Husayni, Musa Kazim Al- (1853–1934)

views updated


Palestinian political figure. Musa Kazim al-Husayni was born in Jerusalem into one of Palestine's most prominent families; since the mid-nineteenth century the mayors and muftis of Jerusalem had usually been members of the Husayni family. Educated in Istanbul, he served the Ottomans in numerous administrative positions in several countries. He was a leading member of the Palestinian Muslim-Christian Association in 1918 and 1919 and in 1918 was appointed mayor of Jerusalem by the British, succeeding his late brother Husayn. He was removed from this office in April 1920 for protesting British support for the Zionist project and for publicly supporting the Arab government of Amir Faysal in Syria when the French were moving to impose their League of Nations Mandate there. He was elected president of the Arab Executive in December 1920, at its founding in Haifa. He became chairman in 1928. He followed a course of cautious, moderate, and largely deferential protest, in the style of Ottoman politics in which he and his colleagues on the committee had been schooled; nevertheless, the Arab Executive was the most important Palestinian nationalist organization of its time. In August 1921 he led a delegation to London to argue against the Balfour Declaration, for suspending Zionist immigration, and for establishing a democratic representative government. He later opposed, with more success, the British effort to impose a legislative council that would have had only limited authority and would have allocated the Palestinians only 43 percent of the seats. In 1928, as Zionist organizations were becoming stronger and Jewish immigration was increasing, the Arab Executive was expanded to encompass a greater range of Palestinian political opinion in an attempt to strengthen it. Its influence declined, however, after the Western Wall disturbances of 1929, in which many Jews and Palestinians were killed.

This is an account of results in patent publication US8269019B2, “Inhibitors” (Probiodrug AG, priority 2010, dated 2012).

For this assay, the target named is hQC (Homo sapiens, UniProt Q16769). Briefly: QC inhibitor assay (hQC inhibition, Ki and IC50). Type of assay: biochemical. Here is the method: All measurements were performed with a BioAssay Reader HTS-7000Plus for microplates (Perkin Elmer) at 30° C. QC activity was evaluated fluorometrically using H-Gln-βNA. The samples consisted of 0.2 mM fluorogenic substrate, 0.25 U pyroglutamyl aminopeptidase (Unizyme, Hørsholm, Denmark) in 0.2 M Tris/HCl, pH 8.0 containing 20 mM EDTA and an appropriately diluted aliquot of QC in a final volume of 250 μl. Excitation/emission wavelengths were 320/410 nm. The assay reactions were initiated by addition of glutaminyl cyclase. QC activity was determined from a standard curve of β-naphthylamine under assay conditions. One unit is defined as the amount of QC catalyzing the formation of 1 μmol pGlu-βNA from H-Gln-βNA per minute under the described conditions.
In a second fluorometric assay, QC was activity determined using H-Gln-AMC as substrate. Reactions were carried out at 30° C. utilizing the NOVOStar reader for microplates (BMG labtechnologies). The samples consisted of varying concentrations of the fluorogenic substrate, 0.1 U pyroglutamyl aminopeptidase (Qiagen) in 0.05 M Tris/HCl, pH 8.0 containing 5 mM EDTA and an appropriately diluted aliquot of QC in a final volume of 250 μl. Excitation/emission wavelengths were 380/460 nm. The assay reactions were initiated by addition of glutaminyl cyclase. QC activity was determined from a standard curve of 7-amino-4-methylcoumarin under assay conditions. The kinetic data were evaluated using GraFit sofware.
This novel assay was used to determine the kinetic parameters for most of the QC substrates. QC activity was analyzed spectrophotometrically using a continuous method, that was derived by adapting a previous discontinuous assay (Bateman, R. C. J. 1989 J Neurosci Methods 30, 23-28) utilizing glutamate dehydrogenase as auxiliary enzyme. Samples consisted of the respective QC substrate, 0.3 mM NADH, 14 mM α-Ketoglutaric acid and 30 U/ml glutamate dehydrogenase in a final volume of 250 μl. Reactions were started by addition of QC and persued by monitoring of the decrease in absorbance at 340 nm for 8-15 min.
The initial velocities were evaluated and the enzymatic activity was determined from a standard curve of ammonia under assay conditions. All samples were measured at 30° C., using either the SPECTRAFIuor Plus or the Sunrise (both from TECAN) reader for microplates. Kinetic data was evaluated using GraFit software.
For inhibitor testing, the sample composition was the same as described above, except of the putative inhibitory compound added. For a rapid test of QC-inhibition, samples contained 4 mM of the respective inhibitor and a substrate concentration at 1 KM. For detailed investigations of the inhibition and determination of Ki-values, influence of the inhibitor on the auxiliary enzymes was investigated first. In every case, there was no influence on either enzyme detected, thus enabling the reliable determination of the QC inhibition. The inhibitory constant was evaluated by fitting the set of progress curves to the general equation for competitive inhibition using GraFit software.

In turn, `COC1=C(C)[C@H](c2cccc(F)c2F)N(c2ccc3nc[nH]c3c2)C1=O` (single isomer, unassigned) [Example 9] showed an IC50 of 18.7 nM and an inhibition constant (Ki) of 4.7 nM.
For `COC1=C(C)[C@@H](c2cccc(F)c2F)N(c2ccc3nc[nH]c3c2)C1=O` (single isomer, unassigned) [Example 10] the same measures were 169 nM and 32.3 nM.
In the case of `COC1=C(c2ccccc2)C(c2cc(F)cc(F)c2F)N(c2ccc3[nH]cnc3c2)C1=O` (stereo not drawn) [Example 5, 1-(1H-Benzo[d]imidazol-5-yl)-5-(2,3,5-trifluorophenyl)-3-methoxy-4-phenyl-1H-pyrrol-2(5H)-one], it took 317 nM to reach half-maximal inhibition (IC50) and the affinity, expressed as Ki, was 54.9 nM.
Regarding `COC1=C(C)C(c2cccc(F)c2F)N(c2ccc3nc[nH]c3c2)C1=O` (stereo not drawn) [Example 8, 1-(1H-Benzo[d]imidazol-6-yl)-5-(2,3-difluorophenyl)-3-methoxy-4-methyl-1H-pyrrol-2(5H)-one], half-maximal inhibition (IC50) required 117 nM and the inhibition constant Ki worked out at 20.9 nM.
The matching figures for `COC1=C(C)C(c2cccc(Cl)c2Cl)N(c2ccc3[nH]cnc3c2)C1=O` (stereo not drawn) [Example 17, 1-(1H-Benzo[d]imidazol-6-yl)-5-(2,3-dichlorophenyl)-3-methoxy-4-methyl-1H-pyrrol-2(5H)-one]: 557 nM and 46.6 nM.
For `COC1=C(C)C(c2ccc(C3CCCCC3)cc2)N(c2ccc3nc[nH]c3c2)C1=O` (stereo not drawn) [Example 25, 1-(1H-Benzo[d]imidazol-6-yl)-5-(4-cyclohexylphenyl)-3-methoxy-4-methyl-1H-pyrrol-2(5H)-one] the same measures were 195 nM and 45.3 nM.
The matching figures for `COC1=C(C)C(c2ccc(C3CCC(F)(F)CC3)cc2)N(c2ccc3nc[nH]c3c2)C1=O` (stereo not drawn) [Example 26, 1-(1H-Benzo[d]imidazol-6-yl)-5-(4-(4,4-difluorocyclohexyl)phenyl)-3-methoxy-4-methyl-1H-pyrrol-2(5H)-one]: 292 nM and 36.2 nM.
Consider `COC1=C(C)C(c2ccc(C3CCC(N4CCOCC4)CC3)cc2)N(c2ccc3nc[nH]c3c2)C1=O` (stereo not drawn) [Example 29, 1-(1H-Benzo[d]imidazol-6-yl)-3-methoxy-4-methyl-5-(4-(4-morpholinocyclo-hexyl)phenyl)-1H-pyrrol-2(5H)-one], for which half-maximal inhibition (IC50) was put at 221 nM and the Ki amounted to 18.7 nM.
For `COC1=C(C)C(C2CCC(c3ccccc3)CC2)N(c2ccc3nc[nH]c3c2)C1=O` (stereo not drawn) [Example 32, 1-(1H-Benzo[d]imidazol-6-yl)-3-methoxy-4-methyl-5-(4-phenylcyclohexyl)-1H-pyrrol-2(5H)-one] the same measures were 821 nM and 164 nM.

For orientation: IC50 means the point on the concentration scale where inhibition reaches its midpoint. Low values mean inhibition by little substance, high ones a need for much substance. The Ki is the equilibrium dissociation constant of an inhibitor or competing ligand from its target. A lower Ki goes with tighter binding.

In 1930 he again led a delegation to London to argue against British policies. Once again they were refused, but two British commissions of inquiry did result in the Passfield White Paper, which recommended substantial changes, including suspension of Zionist land purchases. However, Zionist political influence in London and strength in Palestine were great enough to prevent these recommendations from being followed, and Palestinian politics—which through the 1920s had been evolving toward an openness to mass public opinion and the importance of popular action—became radicalized. Husayni and his colleagues on the Arab Executive found it difficult to adapt their strategy to this situation. Under pressure, the Arab Executive sponsored a demonstration in Haifa in October 1933, protesting British support for Zionism and led by Husayni. It was broken up by the police and Husayni was beaten. He never recovered and died the next year. The Arab Executive dissolved in 1934. Musa Kazim al-Husayni was the father of Abd al-Qadir al-Husayni (1908–1948), a military leader and hero of the 1948 War.

SEE ALSO Arab Executive;Balfour Declaration;White Papers on Palestine.